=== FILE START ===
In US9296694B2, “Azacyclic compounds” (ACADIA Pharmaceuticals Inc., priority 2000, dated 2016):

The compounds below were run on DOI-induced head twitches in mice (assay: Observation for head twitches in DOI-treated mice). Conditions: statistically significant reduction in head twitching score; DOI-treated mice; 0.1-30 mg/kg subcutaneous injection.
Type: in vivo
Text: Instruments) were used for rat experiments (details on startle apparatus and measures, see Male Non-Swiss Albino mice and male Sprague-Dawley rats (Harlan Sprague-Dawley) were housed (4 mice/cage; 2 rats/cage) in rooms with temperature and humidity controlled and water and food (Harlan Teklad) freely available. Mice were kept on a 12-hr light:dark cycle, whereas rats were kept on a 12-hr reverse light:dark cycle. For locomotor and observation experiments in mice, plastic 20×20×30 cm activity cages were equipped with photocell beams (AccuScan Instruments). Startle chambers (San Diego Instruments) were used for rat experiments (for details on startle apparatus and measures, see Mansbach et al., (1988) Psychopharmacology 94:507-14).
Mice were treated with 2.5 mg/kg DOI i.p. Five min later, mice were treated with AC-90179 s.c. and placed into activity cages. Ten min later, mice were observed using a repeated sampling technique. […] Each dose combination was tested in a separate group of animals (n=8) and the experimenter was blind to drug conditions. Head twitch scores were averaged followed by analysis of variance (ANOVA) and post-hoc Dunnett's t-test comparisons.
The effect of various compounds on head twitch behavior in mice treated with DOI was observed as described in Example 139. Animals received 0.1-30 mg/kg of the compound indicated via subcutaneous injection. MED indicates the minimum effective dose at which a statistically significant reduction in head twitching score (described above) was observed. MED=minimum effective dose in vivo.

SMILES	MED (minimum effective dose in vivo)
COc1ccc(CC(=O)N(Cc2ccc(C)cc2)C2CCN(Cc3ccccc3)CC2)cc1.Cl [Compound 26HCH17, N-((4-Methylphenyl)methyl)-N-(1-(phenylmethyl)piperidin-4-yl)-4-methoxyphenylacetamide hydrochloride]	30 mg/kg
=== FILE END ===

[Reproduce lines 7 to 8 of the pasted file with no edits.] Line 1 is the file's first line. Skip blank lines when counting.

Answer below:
SMILES	MED (minimum effective dose in vivo)
COc1ccc(CC(=O)N(Cc2ccc(C)cc2)C2CCN(Cc3ccccc3)CC2)cc1.Cl [Compound 26HCH17, N-((4-Methylphenyl)methyl)-N-(1-(phenylmethyl)piperidin-4-yl)-4-methoxyphenylacetamide hydrochloride]	30 mg/kg